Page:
Najib’s 1MDB trial: Ex-CFO denies receiving bribes from Goldman Sachs or Tim Leissner

·5-min read
Datuk Seri Najib Razak is pictured at the Kuala Lumpur High Court January 27, 2022. ― Picture by Hari Anggara
Datuk Seri Najib Razak is pictured at the Kuala Lumpur High Court January 27, 2022. ― Picture by Hari Anggara

KUALA LUMPUR, Jan 27 — A former chief financial officer of 1Malaysia Development Berhad (1MDB) today denied having received any bribes from financial institution Goldman Sachs in exchange for allegedly enabling the latter to make significant profits from a US$1.75 billion bond issued in October 2012 by a 1MDB subsidiary.

Azmi Tahir, the ex-CFO of 1MDB and the 12th prosecution witness, said this while testifying in former prime minister Datuk Seri Najib Razak’s trial involving the misappropriation of more than RM2 billion of 1MDB funds.

Today, Najib’s lawyer Tania Scivetti questioned Azmi on events surrounding the debt that 1MDB subsidiary 1MDB Energy (Langat) Limited (1MELL) had taken on in 2012 — through the issuing of a US$1.75 billion 10-year bond with an annual interest rate of 5.75 per cent and a separate RM700 million loan from Affin Investment Bank and AmInvestment Bank — in order to buy independent power producer company Mastika Lagenda Sdn Bhd.

Azmi disagreed with Scivetti’s suggestion that his alleged failure to negotiate a lower interest rate for 1MELL had benefited Goldman Sachs by enabling them to profit significantly from the higher interest rate charged, also denied having taken bribes from former South-east Asia head of Goldman Sachs, Tim Leissner.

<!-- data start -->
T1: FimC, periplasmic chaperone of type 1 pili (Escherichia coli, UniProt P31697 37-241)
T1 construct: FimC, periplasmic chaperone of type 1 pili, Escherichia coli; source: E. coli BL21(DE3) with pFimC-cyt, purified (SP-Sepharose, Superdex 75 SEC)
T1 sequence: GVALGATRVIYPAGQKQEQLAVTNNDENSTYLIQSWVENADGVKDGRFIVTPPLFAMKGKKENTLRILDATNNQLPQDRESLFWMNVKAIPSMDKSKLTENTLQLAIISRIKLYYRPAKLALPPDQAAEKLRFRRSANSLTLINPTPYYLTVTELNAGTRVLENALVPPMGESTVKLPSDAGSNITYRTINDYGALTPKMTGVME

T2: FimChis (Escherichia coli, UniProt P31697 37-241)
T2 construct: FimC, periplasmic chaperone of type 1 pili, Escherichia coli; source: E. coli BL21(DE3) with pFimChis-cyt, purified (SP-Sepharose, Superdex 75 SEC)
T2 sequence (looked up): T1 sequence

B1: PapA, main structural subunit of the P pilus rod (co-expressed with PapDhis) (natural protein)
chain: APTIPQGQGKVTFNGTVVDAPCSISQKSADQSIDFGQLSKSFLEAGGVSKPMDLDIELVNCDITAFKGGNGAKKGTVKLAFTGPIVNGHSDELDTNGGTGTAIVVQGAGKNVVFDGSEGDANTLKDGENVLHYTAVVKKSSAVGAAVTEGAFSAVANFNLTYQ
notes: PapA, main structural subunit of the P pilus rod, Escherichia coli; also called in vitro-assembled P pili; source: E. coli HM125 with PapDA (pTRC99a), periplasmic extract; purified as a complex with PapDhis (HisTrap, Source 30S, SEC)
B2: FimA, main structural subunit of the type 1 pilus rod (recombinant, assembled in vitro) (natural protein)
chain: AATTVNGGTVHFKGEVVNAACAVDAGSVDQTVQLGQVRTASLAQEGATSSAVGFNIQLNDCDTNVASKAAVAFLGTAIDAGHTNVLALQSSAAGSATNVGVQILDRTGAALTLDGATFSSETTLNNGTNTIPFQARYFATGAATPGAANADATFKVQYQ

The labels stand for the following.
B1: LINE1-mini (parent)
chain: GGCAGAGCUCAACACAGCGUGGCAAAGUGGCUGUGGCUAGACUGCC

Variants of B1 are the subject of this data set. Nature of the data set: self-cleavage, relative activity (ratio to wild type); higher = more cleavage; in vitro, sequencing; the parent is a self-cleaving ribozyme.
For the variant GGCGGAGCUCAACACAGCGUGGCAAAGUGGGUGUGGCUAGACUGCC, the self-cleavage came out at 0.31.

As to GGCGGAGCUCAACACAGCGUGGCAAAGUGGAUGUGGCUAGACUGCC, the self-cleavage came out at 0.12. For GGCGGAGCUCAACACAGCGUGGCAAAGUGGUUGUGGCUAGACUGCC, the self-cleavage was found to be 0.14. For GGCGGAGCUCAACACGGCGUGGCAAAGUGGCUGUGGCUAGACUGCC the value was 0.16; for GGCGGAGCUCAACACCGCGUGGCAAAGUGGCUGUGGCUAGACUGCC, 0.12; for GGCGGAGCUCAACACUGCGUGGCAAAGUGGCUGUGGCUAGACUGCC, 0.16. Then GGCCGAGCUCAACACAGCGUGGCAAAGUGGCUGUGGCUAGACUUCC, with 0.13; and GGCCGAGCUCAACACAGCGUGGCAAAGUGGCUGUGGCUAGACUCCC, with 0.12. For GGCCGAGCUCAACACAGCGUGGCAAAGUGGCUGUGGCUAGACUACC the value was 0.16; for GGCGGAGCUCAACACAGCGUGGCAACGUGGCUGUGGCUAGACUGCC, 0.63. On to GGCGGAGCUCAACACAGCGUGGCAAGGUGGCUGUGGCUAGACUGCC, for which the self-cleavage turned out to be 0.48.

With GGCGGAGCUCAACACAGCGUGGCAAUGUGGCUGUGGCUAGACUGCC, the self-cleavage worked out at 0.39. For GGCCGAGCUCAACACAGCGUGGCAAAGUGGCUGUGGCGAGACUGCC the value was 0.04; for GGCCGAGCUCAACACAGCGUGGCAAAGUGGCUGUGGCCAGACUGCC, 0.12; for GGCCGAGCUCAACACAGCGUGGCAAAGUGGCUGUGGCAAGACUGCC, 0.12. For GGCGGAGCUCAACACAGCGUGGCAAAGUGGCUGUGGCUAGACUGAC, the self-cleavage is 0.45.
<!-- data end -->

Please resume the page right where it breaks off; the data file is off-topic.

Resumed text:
Scivetti: I put it to you, with your inaction to negotiate a better interest rate for 1MDB, that you, Shahrol and Hazem enabled Goldman Sachs to profit significantly from 1MDB, and in return for them to do so, Tim Leissner and Goldman Sachs paid bribes to 1MDB officials which were you, Shahrol, Hazem and others in the 1MDB management?

Azmi: I disagree. I don’t know about the rest, but I disagree.

Scivetti: Surely you would be aware from the news that Tim Leissner pleaded guilty to bribing 1MDB?

Azmi: That’s why I say I don’t know about the rest, but for me, I disagree.

Scivetti: The 1MDB officials that Tim Leissner and Goldman Sachs officers pleaded guilty to bribing were in fact, you, Shahrol and Hazem?

Azmi: No, I disagree.

Datuk Shahrol Azral Ibrahim Halmi was the CEO of 1MDB from 2009 to March 2013, while Mohd Hazem Abdul Rahman was 1MDB’s chief operating officer from August 2012 until March 2013 where he served as CEO until January 2015.

Azmi denied that Low had made arrangements with Leissner and Goldman Sachs to ensure that 1MDB officers would be remunerated for carrying out their roles in 1MDB. — Picture via Facebook
Azmi denied that Low had made arrangements with Leissner and Goldman Sachs to ensure that 1MDB officers would be remunerated for carrying out their roles in 1MDB. — Picture via Facebook